In 2014, my husband and I were appointed as divisional leaders to Ukraine in Eastern Europe Territory. Shortly before we arrived, the Maidan Revolution had taken place, the President had defected, Crimea had been annexed and the first wave of people started to leave the peninsula. Just a few weeks later fighting erupted in the eastern part of the country, sparking a huge exodus from the area.
Thousands of people fled as quickly as they were able across the border or into central Ukraine to ensure their own safety and that of their families. Many women and children were among the first to seek refuge in different parts of Ukraine leaving behind homes, husbands, extended families, good jobs, in fact their whole livelihood. Traumatised by the constant shelling, they feared for their lives, not knowing whether they would survive another day or be able to provide a future for their children in a country torn apart by war.
With the assistance of International Headquarters, The Salvation Army acted quickly to establish welcome centres in corps buildings and to provide those on the move with the most basic of food and hygiene supplies. After many months, it became evident that the war was not going to end in the foreseeable future and many of the internally displaced people (IDPs) would not be able to return to their homes. Thoughts turned to finding ways of helping those affected to integrate with the communities into which they had been unwittingly catapulted. Special attention was paid to the group of vulnerable women who were often forced to live in undesirable conditions and share living with strangers.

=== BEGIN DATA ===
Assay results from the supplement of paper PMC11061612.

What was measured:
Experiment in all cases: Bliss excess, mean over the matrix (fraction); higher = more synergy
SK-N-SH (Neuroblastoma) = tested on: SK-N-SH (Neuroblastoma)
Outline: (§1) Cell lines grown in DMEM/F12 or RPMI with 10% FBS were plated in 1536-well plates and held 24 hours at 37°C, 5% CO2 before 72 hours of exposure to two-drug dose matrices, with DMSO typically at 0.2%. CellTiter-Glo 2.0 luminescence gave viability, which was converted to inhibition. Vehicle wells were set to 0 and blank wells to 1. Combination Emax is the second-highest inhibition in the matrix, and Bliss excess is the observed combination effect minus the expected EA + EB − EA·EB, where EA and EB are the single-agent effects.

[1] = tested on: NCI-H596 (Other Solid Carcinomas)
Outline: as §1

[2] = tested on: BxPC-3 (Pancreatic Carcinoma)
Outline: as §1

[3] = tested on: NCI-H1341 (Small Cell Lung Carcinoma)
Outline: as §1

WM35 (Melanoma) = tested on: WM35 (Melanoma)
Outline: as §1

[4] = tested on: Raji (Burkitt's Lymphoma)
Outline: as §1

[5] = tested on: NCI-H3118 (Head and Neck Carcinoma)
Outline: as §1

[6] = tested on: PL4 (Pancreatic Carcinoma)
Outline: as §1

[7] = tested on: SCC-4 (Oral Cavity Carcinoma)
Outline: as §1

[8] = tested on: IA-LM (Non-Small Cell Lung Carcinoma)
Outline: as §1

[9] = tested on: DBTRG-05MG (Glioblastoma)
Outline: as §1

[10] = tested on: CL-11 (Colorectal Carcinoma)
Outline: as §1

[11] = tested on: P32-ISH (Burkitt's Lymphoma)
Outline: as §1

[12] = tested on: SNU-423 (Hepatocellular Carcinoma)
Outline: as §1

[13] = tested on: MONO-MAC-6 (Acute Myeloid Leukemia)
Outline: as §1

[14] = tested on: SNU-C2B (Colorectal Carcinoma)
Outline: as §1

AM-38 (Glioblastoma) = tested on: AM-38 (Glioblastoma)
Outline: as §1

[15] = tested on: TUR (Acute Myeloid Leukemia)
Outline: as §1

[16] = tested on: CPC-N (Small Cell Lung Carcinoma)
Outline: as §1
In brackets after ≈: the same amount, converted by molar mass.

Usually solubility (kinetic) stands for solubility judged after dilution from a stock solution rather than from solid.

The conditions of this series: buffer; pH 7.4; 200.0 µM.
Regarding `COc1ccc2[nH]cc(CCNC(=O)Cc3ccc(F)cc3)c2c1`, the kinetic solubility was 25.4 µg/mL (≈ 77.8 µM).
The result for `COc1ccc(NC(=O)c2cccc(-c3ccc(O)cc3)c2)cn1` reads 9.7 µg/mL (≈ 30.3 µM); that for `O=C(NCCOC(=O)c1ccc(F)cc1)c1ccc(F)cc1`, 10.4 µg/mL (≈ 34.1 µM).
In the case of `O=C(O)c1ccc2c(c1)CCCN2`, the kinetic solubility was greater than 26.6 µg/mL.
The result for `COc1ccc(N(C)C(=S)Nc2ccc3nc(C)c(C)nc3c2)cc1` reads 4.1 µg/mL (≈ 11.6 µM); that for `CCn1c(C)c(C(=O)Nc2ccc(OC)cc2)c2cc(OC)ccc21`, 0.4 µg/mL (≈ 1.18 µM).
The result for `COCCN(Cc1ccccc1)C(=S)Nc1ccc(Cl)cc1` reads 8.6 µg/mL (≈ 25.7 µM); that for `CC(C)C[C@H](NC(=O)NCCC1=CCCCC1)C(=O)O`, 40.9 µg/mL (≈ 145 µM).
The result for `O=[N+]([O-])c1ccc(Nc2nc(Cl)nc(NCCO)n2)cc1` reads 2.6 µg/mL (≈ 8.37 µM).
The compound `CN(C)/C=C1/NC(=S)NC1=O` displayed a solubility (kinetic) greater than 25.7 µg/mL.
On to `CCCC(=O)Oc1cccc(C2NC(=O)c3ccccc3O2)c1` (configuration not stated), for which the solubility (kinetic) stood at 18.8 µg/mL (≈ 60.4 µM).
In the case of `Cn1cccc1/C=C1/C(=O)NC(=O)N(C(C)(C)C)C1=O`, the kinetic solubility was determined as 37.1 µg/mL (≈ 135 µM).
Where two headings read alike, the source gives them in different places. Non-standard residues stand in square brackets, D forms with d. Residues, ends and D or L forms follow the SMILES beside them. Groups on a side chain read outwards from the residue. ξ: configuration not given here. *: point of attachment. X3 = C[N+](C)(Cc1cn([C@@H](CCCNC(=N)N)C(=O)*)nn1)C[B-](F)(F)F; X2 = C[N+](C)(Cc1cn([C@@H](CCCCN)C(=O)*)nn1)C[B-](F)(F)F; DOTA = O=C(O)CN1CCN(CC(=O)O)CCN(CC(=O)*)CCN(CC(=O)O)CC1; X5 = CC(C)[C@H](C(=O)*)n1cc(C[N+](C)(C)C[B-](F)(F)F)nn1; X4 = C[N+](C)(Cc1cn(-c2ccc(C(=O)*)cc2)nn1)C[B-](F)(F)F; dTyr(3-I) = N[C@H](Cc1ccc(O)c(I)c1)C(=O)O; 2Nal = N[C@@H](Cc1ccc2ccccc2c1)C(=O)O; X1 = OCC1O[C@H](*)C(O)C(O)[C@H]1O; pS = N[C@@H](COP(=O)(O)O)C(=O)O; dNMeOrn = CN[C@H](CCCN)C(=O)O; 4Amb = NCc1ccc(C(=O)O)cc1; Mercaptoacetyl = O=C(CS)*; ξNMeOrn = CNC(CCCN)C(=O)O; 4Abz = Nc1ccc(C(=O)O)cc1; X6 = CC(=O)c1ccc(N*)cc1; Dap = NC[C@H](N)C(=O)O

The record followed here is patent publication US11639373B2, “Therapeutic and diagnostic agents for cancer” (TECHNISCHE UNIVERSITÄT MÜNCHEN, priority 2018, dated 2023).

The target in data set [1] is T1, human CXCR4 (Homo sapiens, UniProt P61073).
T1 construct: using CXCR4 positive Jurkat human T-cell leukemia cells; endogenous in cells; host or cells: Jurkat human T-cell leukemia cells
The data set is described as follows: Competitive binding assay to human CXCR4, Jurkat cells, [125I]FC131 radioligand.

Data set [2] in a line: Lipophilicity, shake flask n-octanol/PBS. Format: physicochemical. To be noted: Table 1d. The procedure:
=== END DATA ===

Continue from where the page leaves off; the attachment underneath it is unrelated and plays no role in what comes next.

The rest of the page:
Kharkiv Corps has actively engaged with IDPs since the beginning of the crisis, working especially with women and families with children. The corps is now seeing the outcome of having mobilised itself for mission. Following intensive training in integrated mission, the corps officers, together with social workers and employees from the Centre of Hope programme, began assessing the needs of the women and children who came for assistance. Families were visited in their homes and given the opportunity to share their stories. The corps members began to discover the abilities and talents of the women and encouraged them to use these to help others who were in the same situation as themselves.
When women went to the corps to receive material aid, they were invited to cultural events and craft afternoons. This afforded them an opportunity to meet and make new friends in an unfamiliar environment and engage in therapeutic activities. Professional counselling and community advice services helped to round off the package offered by the corps, allowing women to recuperate and start to visualise a way forward.
Today, many of the women who attend the Sunday meetings are there because they initially lost their home and friends, but then found a welcoming and supportive community at The Salvation Army. It is not uncommon for women to testify that their faith in God and humankind have been restored because of how they were received. Kharkiv Corps has embraced the opportunity to serve God even in adversity and continues to do so. While the war continues, women’s lives, and those of their families, have been transformed physically and spiritually because the corps family has shown the love of God in action.
Reference : «The Salvation Army Year Book 2018».
Major Annette Rieder-Pell (formerly Divisional Director of Women’s Ministries, Ukraine) now serves as Territorial Secretary for Business Administration.